Surcharge on Chinese goods is not the answer
Paul Krugman, 2008 Nobel Prize winner and highly acclaimed economist, says the United States should slap a 25-percent surcharge (not a tariff, although the difference escapes me) on all Chinese products, until Beijing revalues its RMB currency.
Stephen Roach, current Asia chairman of Morgan Stanley, who’s worked for the Federal Reserve and Brookings Institute, has degrees from University of Wisconsin in Madison (for which he gets10 credibility bonus points), N.Y. University and lectures at Yale, disagrees. In an interview on Bloomberg on March 19, Roach said, ,”I think we should take out the baseball bat on Paul Krugman – I mean I think that the advice is completely wrong.”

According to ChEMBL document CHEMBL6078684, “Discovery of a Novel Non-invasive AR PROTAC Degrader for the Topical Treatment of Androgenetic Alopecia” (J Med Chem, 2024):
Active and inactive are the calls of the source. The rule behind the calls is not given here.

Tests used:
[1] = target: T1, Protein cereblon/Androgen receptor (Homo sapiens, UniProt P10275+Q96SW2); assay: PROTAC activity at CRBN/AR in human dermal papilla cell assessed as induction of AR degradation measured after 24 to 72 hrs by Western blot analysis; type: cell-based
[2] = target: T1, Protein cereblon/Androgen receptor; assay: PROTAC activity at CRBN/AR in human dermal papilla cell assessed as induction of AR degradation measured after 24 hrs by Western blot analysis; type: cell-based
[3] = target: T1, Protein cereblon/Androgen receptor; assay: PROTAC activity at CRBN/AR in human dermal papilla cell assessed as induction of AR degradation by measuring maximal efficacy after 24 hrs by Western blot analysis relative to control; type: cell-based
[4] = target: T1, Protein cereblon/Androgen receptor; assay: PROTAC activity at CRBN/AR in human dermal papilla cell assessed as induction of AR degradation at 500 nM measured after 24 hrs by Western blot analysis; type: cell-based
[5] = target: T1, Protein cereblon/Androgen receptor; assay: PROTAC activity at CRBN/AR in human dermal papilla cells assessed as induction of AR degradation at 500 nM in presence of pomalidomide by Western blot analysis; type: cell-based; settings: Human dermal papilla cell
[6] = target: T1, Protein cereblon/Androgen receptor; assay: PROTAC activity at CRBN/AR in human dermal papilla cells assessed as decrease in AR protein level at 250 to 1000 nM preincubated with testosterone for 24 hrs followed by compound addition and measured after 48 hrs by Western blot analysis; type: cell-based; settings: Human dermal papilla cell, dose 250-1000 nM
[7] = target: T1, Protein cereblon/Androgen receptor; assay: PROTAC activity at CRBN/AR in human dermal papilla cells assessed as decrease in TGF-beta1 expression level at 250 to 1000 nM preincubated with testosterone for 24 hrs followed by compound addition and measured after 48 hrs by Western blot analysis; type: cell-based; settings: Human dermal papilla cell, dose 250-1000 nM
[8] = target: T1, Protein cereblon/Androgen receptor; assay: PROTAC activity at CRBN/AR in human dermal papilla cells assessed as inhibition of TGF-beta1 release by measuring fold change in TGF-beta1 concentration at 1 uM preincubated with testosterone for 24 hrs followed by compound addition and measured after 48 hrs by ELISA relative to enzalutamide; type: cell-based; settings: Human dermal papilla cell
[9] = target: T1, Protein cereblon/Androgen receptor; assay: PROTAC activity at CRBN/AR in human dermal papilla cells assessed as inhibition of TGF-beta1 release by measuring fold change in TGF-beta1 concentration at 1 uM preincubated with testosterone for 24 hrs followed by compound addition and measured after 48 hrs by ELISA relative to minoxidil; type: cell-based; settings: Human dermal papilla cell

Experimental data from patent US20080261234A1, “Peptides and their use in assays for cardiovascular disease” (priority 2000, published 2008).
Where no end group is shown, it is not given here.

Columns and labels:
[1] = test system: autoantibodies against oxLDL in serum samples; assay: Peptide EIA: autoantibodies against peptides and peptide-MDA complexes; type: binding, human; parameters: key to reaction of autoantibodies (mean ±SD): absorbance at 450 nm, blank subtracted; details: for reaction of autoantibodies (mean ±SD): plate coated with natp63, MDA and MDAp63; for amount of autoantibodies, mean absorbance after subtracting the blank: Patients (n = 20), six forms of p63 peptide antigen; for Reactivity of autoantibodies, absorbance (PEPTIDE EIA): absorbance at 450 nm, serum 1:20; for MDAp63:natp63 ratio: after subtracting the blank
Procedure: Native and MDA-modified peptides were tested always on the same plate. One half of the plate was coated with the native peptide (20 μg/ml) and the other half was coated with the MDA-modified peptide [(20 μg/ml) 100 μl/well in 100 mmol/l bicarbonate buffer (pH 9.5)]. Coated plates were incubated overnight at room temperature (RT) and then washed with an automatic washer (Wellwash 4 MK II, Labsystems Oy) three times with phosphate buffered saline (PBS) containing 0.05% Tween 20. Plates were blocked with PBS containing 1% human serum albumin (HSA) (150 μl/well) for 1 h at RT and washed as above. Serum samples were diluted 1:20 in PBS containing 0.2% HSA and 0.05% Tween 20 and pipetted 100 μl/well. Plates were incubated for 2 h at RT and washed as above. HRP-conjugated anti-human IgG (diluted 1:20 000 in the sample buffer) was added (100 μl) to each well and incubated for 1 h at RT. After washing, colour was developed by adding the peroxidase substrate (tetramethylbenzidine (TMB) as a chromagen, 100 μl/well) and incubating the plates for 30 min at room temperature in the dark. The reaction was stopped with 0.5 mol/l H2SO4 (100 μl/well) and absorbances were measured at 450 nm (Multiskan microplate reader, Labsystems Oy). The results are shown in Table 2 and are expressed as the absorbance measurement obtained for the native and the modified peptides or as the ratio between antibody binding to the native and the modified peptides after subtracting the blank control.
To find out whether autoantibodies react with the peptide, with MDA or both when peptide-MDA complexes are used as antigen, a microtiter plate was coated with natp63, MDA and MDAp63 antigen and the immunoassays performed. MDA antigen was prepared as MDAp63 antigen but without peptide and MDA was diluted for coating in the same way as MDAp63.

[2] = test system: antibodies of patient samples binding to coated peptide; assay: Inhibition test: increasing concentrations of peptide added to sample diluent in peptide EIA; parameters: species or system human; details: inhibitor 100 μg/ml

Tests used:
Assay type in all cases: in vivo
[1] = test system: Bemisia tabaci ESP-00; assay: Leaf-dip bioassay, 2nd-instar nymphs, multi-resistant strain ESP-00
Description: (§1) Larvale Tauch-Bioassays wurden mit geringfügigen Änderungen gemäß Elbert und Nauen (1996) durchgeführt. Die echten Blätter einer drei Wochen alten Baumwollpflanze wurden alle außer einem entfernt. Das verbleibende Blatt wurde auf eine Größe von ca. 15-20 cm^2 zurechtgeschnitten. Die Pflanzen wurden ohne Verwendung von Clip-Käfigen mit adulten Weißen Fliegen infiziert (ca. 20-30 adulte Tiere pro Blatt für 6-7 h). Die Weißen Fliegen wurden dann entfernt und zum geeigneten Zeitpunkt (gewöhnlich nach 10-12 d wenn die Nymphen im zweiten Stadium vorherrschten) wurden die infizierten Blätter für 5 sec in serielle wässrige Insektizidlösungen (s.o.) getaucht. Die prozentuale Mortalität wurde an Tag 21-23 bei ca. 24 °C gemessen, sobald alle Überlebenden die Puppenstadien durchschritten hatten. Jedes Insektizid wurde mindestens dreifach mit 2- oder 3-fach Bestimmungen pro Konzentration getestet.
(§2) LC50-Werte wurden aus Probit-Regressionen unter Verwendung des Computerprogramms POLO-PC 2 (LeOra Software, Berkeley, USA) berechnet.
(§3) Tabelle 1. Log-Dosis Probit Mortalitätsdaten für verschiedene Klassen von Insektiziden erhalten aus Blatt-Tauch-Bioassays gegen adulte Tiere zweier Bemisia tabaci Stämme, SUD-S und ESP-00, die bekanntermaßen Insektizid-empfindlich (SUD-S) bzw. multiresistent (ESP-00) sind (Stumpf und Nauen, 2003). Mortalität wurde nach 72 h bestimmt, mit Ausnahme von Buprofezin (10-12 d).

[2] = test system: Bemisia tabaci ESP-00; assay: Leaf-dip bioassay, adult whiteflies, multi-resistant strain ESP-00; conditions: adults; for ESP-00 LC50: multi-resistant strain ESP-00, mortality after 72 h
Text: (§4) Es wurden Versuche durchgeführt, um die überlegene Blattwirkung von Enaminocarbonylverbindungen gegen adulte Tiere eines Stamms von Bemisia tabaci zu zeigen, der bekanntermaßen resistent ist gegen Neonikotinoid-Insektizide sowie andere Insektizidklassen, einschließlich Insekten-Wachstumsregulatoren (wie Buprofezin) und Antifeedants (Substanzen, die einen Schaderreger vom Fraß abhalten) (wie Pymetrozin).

Roach said a surcharge would be “lashing out at China rather than tending to our own business,” which should be boosting U.S. savings rates.
Roach would have more credibility if he was not also telling anyone who will listen that China does not have a real estate bubble.
How often do you see a captain of commerce characterized as a communist-sympathizing panda lover by a self-proclaimed left wing ideologue?
Read more in the latest Dispatches From China column here.